address. His subject was "the su
preme summons of the hour.''
Jhn D. Loper upon whom the M.
A. degree was conferred was b.:;-n
i:i Ohio, where he received his edu
ction anil gained his first experi
ence as UT iiiWrwetor. He at: mk!' I
;!.e public t'hrols, his close apiili'rv
ti-in to t:ic;y in the grades living
continued later as a stude:it cf
Northern 1 " n ersity.
lie taufhl m the public schools of
(Continued on Page Ten)
Savs Th( re
Was No Dispo
sition on Pari of People
P. Display Any III Feel
ing Toward Him or Tow
ard Gcrinanv.
associated press dispatch
BERLIN, May 26. Prince Von Bue
low, the German ambassador to Italy
and the Princess Von Buelow arrived
in Berlin this morning. They dated
their departure from Rome was not
marked by the slightest untoward inci
dent. There was no display of ill feel
ing on the part of the people toward
him or Germany and it seemed as' if
Italy still hoped to avoid war with
Germany while conducting hostilities
with Austria-Hungary.
Prince Von Buelow, it is asserted,
was compelled three times to request
his passports before he obtained them.
Signor Bollati. the Italian ambassador,
departed from Berlin at five o'clock
this morning on a special train.
Prince von Buelow
As Soon as Small Amount
of Remaining Business Is
Completed Today, Lcgis-
. lafure Will Adiouni with
Probability of New Call.
Governor Reticent About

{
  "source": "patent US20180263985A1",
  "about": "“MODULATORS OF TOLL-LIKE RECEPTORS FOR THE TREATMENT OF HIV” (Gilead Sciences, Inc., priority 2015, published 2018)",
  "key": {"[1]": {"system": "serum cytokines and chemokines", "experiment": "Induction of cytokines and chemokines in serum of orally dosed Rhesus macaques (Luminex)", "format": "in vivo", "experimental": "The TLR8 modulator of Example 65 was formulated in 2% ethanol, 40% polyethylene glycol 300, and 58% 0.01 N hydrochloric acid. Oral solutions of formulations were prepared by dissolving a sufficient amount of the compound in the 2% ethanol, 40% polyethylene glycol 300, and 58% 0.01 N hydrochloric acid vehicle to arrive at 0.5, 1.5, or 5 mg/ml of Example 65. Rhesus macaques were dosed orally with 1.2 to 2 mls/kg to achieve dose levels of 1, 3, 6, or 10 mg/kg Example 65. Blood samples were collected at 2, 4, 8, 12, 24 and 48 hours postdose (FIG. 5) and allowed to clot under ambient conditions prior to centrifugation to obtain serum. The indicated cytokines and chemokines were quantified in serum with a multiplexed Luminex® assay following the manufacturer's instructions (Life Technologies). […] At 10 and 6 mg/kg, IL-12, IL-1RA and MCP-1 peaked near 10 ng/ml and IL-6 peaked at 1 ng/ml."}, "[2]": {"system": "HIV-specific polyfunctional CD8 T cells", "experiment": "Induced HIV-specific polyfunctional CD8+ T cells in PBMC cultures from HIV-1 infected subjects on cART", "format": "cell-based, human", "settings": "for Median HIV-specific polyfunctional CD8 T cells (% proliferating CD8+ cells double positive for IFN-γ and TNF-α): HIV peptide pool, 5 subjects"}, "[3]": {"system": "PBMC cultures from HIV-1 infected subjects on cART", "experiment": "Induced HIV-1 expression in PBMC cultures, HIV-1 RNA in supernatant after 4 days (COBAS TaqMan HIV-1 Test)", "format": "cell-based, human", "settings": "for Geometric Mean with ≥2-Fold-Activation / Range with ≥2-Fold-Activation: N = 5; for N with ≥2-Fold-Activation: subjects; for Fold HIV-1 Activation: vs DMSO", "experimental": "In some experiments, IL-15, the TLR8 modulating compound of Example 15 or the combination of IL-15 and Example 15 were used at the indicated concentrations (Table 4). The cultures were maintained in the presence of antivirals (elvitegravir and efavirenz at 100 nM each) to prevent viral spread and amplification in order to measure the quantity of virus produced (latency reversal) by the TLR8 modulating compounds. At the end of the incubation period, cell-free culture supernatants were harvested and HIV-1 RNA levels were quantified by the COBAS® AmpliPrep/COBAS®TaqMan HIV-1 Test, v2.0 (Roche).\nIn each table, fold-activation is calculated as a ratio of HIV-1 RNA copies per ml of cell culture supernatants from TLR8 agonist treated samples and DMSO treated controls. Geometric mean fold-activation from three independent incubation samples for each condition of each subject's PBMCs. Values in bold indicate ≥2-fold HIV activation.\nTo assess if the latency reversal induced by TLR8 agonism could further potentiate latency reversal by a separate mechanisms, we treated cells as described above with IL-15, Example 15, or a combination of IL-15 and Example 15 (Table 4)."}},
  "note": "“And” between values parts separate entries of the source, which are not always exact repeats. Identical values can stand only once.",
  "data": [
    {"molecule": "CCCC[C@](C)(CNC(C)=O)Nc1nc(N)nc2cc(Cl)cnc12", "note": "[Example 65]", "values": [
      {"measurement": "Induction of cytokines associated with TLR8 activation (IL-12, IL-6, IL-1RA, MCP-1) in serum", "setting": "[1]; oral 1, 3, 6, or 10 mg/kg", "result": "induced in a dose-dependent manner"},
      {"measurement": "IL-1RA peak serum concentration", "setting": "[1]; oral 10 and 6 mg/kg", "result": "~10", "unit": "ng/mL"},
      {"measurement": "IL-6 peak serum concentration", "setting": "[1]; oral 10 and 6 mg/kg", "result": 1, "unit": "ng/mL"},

Discussing New Call. Ad
mitting Only That It Will
Provide for Some Land
As soon as it can be engrossed the
general appropriation bill will be ready
for tlie signature of the governor.
Though final action on the conference
report on the bill was not taken by the
senate until late in the afternoon the
work of engrossing was going on in
the committee of both houses for there
was not the slightest doubt that file
senate would adopt the report.
When the senate met in the morning
none of the absentees had arrived.
I President Sims said that he had word
from Senator Bacon that he would
reach town about three o'clock but it
was uncertain then whether Senator
Kinney, also of Gila county,' would be
able to come. However, one more sen
ator would make up the required thir
teen, if all should vote in favor of the
report and it was pretty well agreed
yesterday morning that there would
not be an opposing vote.
Senators Bacon and Kinney arrived
late in the day and went to the Capi
tol at once and the vote was taken on
the report with the following result:
Aye;; Bacon. Campbell, Chase,
Crabb, Drachman, Garvin, Kinney,
Martin, McMillen, Riggs, Stapley, Webb
and President Sims 13.
. Tlie absent members "were Mrs.
Munds. and Senators Claridge, Colter,
Karns. Goldwater and Lov'in. It was
stated that all of them if present, would
have voted for the adoption of the re
port. - -
The house held a brief session in the
morning and another in the afternoon
but there being nothing to claim im
mediate attention, a recess was taken
that the attendance at the baseball
game might be swollen. The only mat
ters nnw before the house are the fixing
of the tax levy and action on the
Doyle resolution with reference to the
importation of grain alcohol and wine
for sacramental purposes. The form
of the amendment without a disturb
ance of its purpose has been made and
it will probably be acted upon today.